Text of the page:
MOUNT AIRY — A dozen volunteers took the first step in turning an abandoned, trash-strewn and unkempt two-mile railroad bed into a hiker-biker path.
Dubbed the "Rails to Trails" project, an effort to reclaim a stretch of Baltimore and Ohio Railroad right of way from the Patapsco Riverto the center of town has been talked about for more than a year.
But Saturday, the first two Dumpster loads of trash and debris were removed from a portion of the right of way between Watkins Park and Main Street.
"At this point, things are fairly basic," said townplanner Teresa Bamberger. "We are beginning to look at funding to see how far we can go."
Bamberger and three members of the Planning and Zoning Commission discussed progress on the project with Mayor Gerald R. Johnson during a three-hour master plan workshop Monday night. The town's Parks and Recreation Committee meets tomorrow night to discuss Rails to Trails.
Finding money -- in a state barely able tomeet day-to-day expenses -- will be difficult, Bamberger and Johnsonsaid.
"How the trail ultimately turns out depends a lot on the cost factor," Bamberger said.
So far, about 2,200 feet of the right of way is cleared and ready for a loose gravel base that would cover the railroad tracks. Loose gravel could be the ground cover on all two miles of the path if money remains scarce; the portion from the river to Watkins Park already is mostly cleared of debris and lined withgravel.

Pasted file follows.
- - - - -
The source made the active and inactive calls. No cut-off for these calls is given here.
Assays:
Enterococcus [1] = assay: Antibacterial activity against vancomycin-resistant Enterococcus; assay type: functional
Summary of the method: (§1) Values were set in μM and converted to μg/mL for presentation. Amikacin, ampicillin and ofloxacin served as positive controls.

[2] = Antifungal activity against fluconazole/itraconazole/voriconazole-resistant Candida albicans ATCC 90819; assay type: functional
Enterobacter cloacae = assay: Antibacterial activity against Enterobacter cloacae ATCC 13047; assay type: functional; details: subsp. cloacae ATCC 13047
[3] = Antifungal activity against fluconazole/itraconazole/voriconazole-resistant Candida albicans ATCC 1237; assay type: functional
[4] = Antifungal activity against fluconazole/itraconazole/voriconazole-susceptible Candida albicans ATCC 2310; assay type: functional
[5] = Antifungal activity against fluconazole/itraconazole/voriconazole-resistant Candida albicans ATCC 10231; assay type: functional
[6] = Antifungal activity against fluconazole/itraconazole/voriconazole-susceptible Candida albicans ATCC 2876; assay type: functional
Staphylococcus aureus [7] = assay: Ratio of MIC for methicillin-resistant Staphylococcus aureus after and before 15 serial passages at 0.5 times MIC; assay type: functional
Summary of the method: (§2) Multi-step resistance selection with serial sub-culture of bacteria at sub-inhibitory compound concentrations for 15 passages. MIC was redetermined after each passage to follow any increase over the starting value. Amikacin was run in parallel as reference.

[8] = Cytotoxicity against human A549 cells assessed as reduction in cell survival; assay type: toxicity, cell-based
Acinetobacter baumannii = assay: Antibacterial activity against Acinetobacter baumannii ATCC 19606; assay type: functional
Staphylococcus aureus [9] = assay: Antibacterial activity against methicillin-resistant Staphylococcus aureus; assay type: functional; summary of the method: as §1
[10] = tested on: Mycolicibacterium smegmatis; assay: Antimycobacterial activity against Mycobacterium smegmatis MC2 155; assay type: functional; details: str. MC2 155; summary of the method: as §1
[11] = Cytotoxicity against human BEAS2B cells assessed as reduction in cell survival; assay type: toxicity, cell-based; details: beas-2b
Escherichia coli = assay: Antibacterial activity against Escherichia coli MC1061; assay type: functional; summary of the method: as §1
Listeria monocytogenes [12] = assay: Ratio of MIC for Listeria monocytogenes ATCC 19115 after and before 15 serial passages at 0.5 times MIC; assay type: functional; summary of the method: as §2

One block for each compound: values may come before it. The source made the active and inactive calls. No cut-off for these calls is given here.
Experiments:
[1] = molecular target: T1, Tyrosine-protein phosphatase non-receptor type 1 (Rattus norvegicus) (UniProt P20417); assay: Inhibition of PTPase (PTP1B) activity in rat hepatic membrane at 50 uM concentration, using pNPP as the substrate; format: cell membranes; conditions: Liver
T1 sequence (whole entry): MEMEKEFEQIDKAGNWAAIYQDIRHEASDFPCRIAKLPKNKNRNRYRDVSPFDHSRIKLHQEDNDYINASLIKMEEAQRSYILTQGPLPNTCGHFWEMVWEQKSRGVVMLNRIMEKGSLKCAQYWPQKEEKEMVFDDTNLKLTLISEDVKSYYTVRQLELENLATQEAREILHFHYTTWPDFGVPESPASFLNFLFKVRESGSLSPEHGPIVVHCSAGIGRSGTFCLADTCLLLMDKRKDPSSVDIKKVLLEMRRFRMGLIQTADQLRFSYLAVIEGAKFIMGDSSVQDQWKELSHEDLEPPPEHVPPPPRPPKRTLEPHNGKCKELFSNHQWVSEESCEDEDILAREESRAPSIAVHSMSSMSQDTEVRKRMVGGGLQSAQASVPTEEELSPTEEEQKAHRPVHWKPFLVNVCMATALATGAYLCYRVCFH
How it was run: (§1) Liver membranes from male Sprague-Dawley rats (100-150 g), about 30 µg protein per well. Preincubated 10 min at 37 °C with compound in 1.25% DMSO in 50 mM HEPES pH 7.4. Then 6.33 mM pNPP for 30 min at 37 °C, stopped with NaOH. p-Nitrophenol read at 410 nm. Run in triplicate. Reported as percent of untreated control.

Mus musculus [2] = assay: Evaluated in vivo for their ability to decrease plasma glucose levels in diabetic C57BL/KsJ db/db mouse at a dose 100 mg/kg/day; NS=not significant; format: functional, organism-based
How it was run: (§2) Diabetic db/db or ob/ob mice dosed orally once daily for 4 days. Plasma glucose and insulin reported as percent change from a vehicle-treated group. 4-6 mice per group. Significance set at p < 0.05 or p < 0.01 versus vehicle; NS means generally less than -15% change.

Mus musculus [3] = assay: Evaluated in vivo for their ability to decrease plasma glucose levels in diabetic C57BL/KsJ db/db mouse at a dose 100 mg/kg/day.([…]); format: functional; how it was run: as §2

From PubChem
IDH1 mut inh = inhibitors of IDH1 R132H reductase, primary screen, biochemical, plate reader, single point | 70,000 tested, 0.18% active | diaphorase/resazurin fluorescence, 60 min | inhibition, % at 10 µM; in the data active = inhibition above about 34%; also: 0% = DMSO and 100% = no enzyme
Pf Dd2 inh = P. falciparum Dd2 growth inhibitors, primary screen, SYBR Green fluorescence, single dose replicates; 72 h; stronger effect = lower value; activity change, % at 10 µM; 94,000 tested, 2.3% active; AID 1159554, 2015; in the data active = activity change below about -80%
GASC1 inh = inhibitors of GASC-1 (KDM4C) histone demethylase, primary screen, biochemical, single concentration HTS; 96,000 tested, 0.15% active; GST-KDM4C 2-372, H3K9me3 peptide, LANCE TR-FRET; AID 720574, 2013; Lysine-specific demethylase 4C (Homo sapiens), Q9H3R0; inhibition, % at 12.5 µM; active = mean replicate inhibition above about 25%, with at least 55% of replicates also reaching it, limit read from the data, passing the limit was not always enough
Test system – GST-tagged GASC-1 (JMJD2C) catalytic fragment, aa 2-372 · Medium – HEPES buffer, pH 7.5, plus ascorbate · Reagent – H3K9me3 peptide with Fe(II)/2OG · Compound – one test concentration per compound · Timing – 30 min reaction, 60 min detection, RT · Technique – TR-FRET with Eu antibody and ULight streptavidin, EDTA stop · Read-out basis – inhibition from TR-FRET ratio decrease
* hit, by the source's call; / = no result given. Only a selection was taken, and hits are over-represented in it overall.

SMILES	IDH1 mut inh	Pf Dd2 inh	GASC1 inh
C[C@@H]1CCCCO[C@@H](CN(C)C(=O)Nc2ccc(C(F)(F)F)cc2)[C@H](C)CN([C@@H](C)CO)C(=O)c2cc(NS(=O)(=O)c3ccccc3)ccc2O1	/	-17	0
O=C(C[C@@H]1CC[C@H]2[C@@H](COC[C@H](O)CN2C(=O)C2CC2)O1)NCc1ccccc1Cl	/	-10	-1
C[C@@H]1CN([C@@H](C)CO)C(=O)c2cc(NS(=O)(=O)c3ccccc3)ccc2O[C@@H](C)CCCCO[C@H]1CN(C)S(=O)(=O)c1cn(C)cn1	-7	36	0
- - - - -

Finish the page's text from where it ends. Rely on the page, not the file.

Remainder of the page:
The town is negotiating with about seven different landowners. After the railroad abandoned the right of way, several different owners grabbed up the land.
Most of the right of way is steep-sloped and virtually useless to landowners, Bamberger said. Hopefully, property owners would be willing to donate the land to the town, which would lower their property taxes, Bamberger said.
She has not estimated the project's cost, but said acquiring the land and putting in amenities such as fences, landscaping and benches will play into the final price tag of building the trail.
"A lot of how the trail is going to work out depends on whether we can secure funding," she said.
So far, Johnson said the town has been able to rely on a groupof volunteers to make a go of the project. He and Bamberger said that, even if little money is found for the trail, it still could be opened, but without the landscaping and other details.
Using abandoned railroad rights of way for these so-called "linear" parks is becoming more popular, as governments in Anne Arundel and Baltimore counties and several other localities in southern Pennsylvania turn to this method.